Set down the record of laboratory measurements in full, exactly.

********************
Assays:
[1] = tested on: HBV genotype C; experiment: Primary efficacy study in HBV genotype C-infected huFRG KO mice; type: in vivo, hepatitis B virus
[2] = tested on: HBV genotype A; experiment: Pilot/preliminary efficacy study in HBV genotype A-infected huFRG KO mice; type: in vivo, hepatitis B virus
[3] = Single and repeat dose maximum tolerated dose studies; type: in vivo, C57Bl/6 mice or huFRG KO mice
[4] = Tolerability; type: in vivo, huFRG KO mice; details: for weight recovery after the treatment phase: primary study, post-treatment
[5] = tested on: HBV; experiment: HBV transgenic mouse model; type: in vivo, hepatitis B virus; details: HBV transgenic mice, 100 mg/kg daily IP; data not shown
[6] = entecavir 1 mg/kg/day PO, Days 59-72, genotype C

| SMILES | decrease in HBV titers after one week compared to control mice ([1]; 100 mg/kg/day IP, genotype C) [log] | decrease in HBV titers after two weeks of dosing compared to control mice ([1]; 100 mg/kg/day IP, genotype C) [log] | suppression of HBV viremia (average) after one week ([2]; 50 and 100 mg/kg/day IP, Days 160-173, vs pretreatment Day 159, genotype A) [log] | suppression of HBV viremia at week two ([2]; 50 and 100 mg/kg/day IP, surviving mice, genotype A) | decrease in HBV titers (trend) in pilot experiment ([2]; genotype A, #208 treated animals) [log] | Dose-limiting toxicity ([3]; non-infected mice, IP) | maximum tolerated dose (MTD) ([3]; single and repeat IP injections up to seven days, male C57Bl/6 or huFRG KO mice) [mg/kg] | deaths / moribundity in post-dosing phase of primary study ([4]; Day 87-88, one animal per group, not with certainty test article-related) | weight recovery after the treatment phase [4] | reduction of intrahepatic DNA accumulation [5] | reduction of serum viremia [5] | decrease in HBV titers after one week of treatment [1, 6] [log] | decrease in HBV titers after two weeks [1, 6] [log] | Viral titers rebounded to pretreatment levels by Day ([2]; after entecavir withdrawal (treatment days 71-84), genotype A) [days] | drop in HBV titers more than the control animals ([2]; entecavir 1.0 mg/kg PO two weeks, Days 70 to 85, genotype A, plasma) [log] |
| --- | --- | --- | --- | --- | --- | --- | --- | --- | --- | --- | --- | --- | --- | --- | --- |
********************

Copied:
Assays:
[1] = tested on: HBV genotype C; experiment: Primary efficacy study in HBV genotype C-infected huFRG KO mice; type: in vivo, hepatitis B virus
[2] = tested on: HBV genotype A; experiment: Pilot/preliminary efficacy study in HBV genotype A-infected huFRG KO mice; type: in vivo, hepatitis B virus
[3] = Single and repeat dose maximum tolerated dose studies; type: in vivo, C57Bl/6 mice or huFRG KO mice
[4] = Tolerability; type: in vivo, huFRG KO mice; details: for weight recovery after the treatment phase: primary study, post-treatment
[5] = tested on: HBV; experiment: HBV transgenic mouse model; type: in vivo, hepatitis B virus; details: HBV transgenic mice, 100 mg/kg daily IP; data not shown
[6] = entecavir 1 mg/kg/day PO, Days 59-72, genotype C

| SMILES | decrease in HBV titers after one week compared to control mice ([1]; 100 mg/kg/day IP, genotype C) [log] | decrease in HBV titers after two weeks of dosing compared to control mice ([1]; 100 mg/kg/day IP, genotype C) [log] | suppression of HBV viremia (average) after one week ([2]; 50 and 100 mg/kg/day IP, Days 160-173, vs pretreatment Day 159, genotype A) [log] | suppression of HBV viremia at week two ([2]; 50 and 100 mg/kg/day IP, surviving mice, genotype A) | decrease in HBV titers (trend) in pilot experiment ([2]; genotype A, #208 treated animals) [log] | Dose-limiting toxicity ([3]; non-infected mice, IP) | maximum tolerated dose (MTD) ([3]; single and repeat IP injections up to seven days, male C57Bl/6 or huFRG KO mice) [mg/kg] | deaths / moribundity in post-dosing phase of primary study ([4]; Day 87-88, one animal per group, not with certainty test article-related) | weight recovery after the treatment phase [4] | reduction of intrahepatic DNA accumulation [5] | reduction of serum viremia [5] | decrease in HBV titers after one week of treatment [1, 6] [log] | decrease in HBV titers after two weeks [1, 6] [log] | Viral titers rebounded to pretreatment levels by Day ([2]; after entecavir withdrawal (treatment days 71-84), genotype A) [days] | drop in HBV titers more than the control animals ([2]; entecavir 1.0 mg/kg PO two weeks, Days 70 to 85, genotype A, plasma) [log] |
| --- | --- | --- | --- | --- | --- | --- | --- | --- | --- | --- | --- | --- | --- | --- | --- |